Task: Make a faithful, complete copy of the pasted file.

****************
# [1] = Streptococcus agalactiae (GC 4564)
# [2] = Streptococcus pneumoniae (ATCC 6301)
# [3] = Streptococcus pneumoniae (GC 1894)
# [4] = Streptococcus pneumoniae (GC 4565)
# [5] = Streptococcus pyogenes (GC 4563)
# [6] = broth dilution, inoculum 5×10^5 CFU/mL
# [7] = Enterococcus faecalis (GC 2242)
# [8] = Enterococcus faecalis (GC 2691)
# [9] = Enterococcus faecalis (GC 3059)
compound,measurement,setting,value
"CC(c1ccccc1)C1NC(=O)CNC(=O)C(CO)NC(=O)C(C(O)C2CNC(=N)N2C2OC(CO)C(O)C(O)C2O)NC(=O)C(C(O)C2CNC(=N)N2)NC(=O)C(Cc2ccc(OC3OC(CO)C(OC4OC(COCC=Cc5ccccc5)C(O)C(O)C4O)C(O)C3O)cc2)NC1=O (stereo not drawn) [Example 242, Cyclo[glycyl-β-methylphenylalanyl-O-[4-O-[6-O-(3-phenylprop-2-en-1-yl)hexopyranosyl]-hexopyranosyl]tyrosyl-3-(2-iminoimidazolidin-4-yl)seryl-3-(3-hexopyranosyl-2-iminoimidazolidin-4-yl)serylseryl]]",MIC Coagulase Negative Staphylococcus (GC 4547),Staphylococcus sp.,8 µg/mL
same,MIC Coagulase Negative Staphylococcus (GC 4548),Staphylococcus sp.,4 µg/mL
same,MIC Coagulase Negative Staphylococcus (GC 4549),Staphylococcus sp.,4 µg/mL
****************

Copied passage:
# [1] = Streptococcus agalactiae (GC 4564)
# [2] = Streptococcus pneumoniae (ATCC 6301)
# [3] = Streptococcus pneumoniae (GC 1894)
# [4] = Streptococcus pneumoniae (GC 4565)
# [5] = Streptococcus pyogenes (GC 4563)
# [6] = broth dilution, inoculum 5×10^5 CFU/mL
# [7] = Enterococcus faecalis (GC 2242)
# [8] = Enterococcus faecalis (GC 2691)
# [9] = Enterococcus faecalis (GC 3059)
compound,measurement,setting,value
"CC(c1ccccc1)C1NC(=O)CNC(=O)C(CO)NC(=O)C(C(O)C2CNC(=N)N2C2OC(CO)C(O)C(O)C2O)NC(=O)C(C(O)C2CNC(=N)N2)NC(=O)C(Cc2ccc(OC3OC(CO)C(OC4OC(COCC=Cc5ccccc5)C(O)C(O)C4O)C(O)C3O)cc2)NC1=O (stereo not drawn) [Example 242, Cyclo[glycyl-β-methylphenylalanyl-O-[4-O-[6-O-(3-phenylprop-2-en-1-yl)hexopyranosyl]-hexopyranosyl]tyrosyl-3-(2-iminoimidazolidin-4-yl)seryl-3-(3-hexopyranosyl-2-iminoimidazolidin-4-yl)serylseryl]]",MIC Coagulase Negative Staphylococcus (GC 4547),Staphylococcus sp.,8 µg/mL
same,MIC Coagulase Negative Staphylococcus (GC 4548),Staphylococcus sp.,4 µg/mL
same,MIC Coagulase Negative Staphylococcus (GC 4549),Staphylococcus sp.,4 µg/mL